• Avoid excess caffeine
  • Manage stress
  • Achieve an ideal body weight
  • Treat sleep apnea if present

American Heart Association recommends that average person limit their sodium intake to less than 2300mg per day and less than 1500mg per day for those at increased risk of cardiovascular disease. One teaspoon of tablet salt has 2000 mg of sodium.

  • Dash diet: DASH stands for Dietary Approaches to Stop Hypertension. The diet is simple: Eat more fruits, vegetables, and low-fat dairy foods. Cut back on foods that are high in saturated fat, cholesterol, and Trans fats.

 

 

 

 

 

 

 

 

 

 

 

 4.  Smoking: there is nothing good about smoking and there is no question that smoking is dangerous to your health. Smokers are 2 to 3 times likely to die from CAD than non-smokers. Smoking just 1 to 4 cigarettes daily increases your risk and each additional cigarettes you smoke per day increases your risk further. Your cardiovascular risk will decrease significantly within the first 2years of smoking cessation compared to patients who continued to smoke. Those who quit smoking before their first heart attack had a 50% lower mortality rate, and those who quit after their first heart attack lowered their risk by 37%.

Smoking increases blood pressure, decrease exercise tolerance, increases the risk of recurrent CAD after bypass surgery and decreases HDL good cholesterol. Quitting Smoking and Aerobic exercise will counter all these adverse effect of smoking.

5.  Age: Increasing age causes the dysfunction of the arteries by decreasing endothelial function and increasing arterial stuffiness. This results in cardiovascular disease (CVD). Aerobic exercise blocks the dysfunction of the arteries caused by aging thereby preventing CVD.

 

 

 

 

 

 

 6.  Create a Stress- Free Lifestyle: Stress and anger increase the release of stress hormones such as adrenaline and cortisol. These have the natural effects of increasing blood pressure, cholesterol, and blood sugars; causing the heart beat to become rapid and increasing the “Stickiness” of platelets, which raises the likelihood of a blood clot. Practice the relaxation response. Actively find ways to manage your stress. Practice meditation and yoga. Get more nighttime sleep: – some studies found that people who reported sleeping less than 5hrs per night were twice as likely to develop cardiovascular disease compared with those who slept 7hrs.

Spend time with friends. Laugh: Deep heart felt laughter is good medicine. With laughter, it appears that serum cortisol, which is hormone that is secreted when under stress, is decreased; laughter improved arterial stiffness in healthy individuals. It may be as beneficial as exercise in relaxing arteries and increasing blood flow.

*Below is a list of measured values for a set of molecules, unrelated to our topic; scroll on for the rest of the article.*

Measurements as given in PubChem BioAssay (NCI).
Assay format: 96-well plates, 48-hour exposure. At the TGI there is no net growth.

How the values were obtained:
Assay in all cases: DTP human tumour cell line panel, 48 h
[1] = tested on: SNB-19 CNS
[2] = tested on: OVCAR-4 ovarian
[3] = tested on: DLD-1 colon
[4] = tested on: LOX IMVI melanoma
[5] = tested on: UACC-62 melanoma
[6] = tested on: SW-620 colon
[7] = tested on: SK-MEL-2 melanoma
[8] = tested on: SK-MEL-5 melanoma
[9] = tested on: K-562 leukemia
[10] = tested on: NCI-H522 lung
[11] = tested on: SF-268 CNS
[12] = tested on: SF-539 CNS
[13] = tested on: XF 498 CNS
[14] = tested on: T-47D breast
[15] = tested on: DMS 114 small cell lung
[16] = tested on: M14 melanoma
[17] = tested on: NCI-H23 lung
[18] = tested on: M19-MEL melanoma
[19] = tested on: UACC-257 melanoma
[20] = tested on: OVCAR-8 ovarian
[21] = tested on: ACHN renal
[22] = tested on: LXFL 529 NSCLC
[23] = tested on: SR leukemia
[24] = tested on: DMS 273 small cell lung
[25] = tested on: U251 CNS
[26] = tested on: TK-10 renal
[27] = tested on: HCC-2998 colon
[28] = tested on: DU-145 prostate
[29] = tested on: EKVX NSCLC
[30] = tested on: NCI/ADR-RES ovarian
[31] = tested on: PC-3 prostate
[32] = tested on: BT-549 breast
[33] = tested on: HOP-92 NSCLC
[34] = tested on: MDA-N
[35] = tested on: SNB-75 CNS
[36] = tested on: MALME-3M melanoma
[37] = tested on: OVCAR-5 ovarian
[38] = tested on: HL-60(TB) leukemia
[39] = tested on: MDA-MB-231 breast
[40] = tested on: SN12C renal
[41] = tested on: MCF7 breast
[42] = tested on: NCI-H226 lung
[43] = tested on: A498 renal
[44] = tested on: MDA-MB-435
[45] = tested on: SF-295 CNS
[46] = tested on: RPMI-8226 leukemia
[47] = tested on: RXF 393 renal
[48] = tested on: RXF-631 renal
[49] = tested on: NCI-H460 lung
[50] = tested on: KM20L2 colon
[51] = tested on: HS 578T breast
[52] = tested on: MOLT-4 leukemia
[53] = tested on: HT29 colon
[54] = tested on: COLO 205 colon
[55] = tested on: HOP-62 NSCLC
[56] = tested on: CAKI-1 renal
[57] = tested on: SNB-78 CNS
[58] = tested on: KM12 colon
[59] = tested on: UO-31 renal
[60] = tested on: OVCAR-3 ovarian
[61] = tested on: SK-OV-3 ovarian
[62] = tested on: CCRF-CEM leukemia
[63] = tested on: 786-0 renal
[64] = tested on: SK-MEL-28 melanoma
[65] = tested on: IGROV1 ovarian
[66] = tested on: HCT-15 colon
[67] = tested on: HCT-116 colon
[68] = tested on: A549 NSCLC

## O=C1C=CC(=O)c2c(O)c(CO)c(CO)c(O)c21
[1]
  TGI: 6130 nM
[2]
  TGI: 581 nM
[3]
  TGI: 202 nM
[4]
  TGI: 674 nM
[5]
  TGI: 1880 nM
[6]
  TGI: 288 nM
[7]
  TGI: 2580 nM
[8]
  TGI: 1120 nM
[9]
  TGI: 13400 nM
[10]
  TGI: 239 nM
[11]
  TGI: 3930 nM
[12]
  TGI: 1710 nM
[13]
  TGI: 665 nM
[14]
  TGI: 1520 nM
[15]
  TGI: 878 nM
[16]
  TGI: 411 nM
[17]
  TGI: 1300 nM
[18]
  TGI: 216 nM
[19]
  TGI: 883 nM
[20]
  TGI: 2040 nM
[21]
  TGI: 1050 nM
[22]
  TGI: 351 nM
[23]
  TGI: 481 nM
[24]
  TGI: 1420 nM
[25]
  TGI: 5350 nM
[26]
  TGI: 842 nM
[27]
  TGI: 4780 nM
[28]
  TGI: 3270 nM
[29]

7.   Address Lipid Profile: Get a complete lipid profile including total cholesterol, LDL (bad) cholesterol, HDL (good) cholesterol, LDL particle numbers, triglyceride level, and lipoprotein (a) level. One third of people who develop CAD have elevated Lipoprotein (a). Lipoprotein (a) is an LDL particle with an attachment called Apoprotein(a). Elevated levels of Lipoprotein (a) increase the risk of heart attack and stroke.

The Framingham study showed that the optimal total cholesterol is less than 150mg/dl. Other studies found that populations around the world with practically non existent CAD/Heart attack had average total cholesterol between 120mg/dl and 150mg/dl. Mediterranean diet can lower your cholesterol levels by 25%. It has been proven to lower LDL cholesterol, lower LDL particle numbers, raise HDL cholesterol, and lower triglyceride levels.

A study found that women who ate on apple a day for a year lowered their LDL cholesterol by 23% and raised their HDL cholesterol by 4%. Also daily apple consumption lowered inflammation and free radicals, thereby lowering heart attack risk.

Exercise has been shown to lower total cholesterol, lower LDL particle number, raise HDL cholesterol, and lower triglyceride, as well as make LDL cholesterol particles larger and potentially less dangerous.

 

 8.  Diabetes: Diabetes Mellitus: is a significant risk for CAD and the risk is considered heart attack equivalent. Proper treatment of diabetes aims to control blood sugar, and hemoglobin A1C blood levels with diet, weight loss when appropriate and exercise. Diagnosis of diabetes can be made when fasting blood sugar is more than 126mg/dl or Hgb A1C level is greater than or equal to 6.5%. Optimal Hg A1C level is less than 5.7%.

People who follow Mediterranean diet are 83% less likely to develop new onset diabetes.

 

 

 

 

 

 

 

 

 

 9.   Obesity: obesity is associated with high cholesterol high triglycerides, hypertension, diabetes and sedentary life style.  A body mass index (BMI) is a measure of your body fat. A BMI of 18 to 24.9 is normal, 25 to 29.9 is overweight, and a BMI greater than 30 is obese. BMI of 35 or more carries high risk for CAD.  Abdominal girth (waist circumference) predicts heart disease better than BMI. Abdominal girth of greater than 102cm (40in) for men carries high risk for CAD and that greater than 88cm (35in) carries high risk for women. A 10% gain in body weight increases your risk of heart attack by 25%.

Diets that contribute to obesity include:

  1. Toxic pro-inflammatory American diet. These are heavy on processed foods, artificial preservatives, and excessive amounts of unhealthy fats, refined sugar and sodium. Unhealthy fats are saturated fat found in butter, meat and cheese, and trans-fat found in packaged cookies, chips and pastries.
  2. Food that contain high fructose corn syrup. They are found in many beverages and food including soft drinks, sports drinks, packaged cookies, and other baked goods.

Exercise and Mediterranean diet are effective ways to lose weight resulting in decreased cardiovascular risk.

 

  10.    Get Rid of Inflammatory States: Vascular inflammation is a risk factor for CAD (atherosclerosis). The process of atherosclerosis begins with damage to the endothelium. Coronary artery disease is an inflammatory disease and inflammation begets inflammation.

 Ways to get rid of Inflammation includes: